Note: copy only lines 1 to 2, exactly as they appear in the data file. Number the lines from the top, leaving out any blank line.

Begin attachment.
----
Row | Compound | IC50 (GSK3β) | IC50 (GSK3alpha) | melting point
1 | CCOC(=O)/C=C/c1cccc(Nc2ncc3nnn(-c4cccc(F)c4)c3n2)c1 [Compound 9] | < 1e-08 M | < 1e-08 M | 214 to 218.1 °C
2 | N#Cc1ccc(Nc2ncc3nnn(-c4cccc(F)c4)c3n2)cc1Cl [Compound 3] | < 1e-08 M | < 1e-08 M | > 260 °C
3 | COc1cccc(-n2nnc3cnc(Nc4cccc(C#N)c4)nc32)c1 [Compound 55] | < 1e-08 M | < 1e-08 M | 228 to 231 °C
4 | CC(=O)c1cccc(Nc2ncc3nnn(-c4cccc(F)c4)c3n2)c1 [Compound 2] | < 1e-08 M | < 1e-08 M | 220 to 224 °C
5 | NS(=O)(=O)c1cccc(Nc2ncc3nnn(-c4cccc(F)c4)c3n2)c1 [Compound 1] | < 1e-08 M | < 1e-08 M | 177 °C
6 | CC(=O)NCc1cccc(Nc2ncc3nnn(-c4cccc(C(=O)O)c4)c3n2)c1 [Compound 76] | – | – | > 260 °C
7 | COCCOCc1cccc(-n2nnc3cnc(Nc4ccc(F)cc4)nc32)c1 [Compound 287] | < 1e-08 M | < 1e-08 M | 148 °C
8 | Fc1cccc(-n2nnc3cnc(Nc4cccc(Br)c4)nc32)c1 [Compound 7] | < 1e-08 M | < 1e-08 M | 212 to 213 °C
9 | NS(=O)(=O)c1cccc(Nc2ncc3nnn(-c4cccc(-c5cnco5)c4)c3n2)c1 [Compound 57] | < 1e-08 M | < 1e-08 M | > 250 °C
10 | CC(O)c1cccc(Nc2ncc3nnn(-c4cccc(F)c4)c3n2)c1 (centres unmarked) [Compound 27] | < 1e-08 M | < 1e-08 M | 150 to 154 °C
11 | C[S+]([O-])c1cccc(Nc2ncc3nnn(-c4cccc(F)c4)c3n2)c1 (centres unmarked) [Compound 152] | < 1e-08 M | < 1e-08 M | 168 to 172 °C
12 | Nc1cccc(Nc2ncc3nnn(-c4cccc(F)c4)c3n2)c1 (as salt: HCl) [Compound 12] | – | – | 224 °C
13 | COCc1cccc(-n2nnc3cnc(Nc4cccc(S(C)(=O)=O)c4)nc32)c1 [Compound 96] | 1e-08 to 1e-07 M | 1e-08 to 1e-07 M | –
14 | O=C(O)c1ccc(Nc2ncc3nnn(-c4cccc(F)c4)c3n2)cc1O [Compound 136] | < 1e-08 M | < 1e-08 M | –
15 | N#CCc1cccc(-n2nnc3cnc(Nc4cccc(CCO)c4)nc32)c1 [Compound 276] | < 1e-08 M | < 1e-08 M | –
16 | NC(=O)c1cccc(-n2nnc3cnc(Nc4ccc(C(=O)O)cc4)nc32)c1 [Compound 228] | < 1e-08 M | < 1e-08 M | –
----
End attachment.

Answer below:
Row | Compound | IC50 (GSK3β) | IC50 (GSK3alpha) | melting point
1 | CCOC(=O)/C=C/c1cccc(Nc2ncc3nnn(-c4cccc(F)c4)c3n2)c1 [Compound 9] | < 1e-08 M | < 1e-08 M | 214 to 218.1 °C